Stewart had once been a sizable town of 10,000 people. However, it's glory days are somewhat behind it and those hoping for a fast food establishment were quickly disappointed. There are two good grocery shops, however, and after some fevered snacking we were all well watered and fed and ready to organise a place to camp. The store owner of one, a Swizz guy that had lived in the town since the 70s and had seen quite a few changes in the town and wasn't afraid to let us know them, offered us some grass next to the shop but wanting showers we decided to head to the municipal park. When were arrived at the campground we were welcomed with the question "Can I help you?" with the subtext of "Roll your bikes off the property before I cut somebody" but looking past this we headed into to have an uncomfortable conversion and zero compromise. After rolling the bikes off the property the shouts of "You'll find nothing cheaper in town" fell on deaf ears and we pitched for free next to the grocery shop. After a wonderful steak sandwich made possible by Melissa and Sophie, and the awesome root beer floats sourced by Justin we really felt like we celebrated in style and prepared for the climb out of Stewart and back north towards the Yukon.

The climb was easier than first feared and actually, because we were not hindered by the brutal winds of the previous day actually managed to do the "climb" in just over 15 minutes longer than we completed the "descent".  Again we passed the glaciers and again we spotted a bear, this time a lone grazer in the grass that again left once it had noticed our presence.  After the climb we stopped for a break at the services at the top of the hill when 3 fellow cycle tourists turned up.  All 3 three from the British Isles and all heading south, one was heading to San Francisco while the other two were aiming for Argentina.  We exchanged camping and bear stories and found out that there was a lovely German lady at the Kinaskan Lake Provincial Park that would let cycle tourists stay for free.  Well feed and buoyed up with the knowledge of free camping in a couple of days our troupe headed northward.  After another 37 miles of riding we ate our camp food by a river and headed on looking for a suitable place to camp.  Justin was the only person that was completely comfortable about wild camping with bears around but there was no official campground around and all the trees were too small to hang our massive weight of food to keep it from wandering bears; what would we do?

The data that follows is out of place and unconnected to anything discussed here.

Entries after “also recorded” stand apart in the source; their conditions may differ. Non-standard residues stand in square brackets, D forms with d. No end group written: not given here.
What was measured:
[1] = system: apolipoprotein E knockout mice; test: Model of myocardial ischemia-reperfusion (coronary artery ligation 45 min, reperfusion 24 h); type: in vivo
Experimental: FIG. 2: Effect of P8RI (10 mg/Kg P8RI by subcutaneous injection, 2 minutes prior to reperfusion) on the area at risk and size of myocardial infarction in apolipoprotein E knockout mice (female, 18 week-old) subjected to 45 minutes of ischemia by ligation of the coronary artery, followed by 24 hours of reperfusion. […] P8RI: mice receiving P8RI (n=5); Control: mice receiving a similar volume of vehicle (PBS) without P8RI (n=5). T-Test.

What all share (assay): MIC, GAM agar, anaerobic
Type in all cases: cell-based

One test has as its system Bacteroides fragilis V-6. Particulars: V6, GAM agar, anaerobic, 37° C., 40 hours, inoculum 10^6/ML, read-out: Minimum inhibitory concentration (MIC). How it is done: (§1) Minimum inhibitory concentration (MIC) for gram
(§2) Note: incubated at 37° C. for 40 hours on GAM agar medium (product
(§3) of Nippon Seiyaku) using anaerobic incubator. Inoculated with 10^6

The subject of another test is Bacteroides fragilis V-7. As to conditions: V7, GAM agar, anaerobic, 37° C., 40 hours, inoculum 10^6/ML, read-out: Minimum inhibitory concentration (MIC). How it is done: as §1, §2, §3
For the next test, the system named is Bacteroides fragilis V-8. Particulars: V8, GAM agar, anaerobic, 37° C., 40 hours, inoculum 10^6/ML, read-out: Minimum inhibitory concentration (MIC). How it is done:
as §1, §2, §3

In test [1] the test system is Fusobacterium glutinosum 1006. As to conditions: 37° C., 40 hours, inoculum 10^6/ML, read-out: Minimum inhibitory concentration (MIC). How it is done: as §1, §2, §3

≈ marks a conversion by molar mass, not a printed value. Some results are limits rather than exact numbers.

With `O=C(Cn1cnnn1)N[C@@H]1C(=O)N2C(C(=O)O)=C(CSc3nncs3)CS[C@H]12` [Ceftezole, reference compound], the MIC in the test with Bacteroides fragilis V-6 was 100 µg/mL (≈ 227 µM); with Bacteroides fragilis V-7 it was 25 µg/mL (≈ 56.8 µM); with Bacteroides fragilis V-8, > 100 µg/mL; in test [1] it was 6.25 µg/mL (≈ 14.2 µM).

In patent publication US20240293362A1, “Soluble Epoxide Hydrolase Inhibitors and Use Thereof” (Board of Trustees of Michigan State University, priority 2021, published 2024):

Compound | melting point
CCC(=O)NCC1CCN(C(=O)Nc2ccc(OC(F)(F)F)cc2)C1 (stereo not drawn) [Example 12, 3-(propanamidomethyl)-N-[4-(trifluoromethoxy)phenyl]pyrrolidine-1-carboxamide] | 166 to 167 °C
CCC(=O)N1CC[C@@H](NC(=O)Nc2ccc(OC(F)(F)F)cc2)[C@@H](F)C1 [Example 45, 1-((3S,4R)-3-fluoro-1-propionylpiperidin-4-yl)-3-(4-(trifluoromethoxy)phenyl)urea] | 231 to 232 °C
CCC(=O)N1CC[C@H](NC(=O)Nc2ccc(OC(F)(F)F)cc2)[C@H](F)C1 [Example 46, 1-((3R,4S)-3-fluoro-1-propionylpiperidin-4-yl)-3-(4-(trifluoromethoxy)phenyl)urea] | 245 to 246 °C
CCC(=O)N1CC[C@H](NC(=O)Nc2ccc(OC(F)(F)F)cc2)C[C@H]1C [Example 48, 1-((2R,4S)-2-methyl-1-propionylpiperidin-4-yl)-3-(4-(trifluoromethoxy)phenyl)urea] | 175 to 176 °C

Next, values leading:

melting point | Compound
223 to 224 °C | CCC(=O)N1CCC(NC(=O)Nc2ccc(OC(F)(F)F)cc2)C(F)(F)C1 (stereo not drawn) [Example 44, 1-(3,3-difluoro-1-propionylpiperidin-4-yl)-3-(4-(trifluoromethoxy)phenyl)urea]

3 comments:

  1. "Offered us some grass next to the shop" - I read that wrong the first time and was going to remind you - 'Stoned cyclists die!' Mummy

    ReplyDelete
  2. More great stories and photo's. still waiting to see that elusive bear, but only if it's safe! Mr P

    ReplyDelete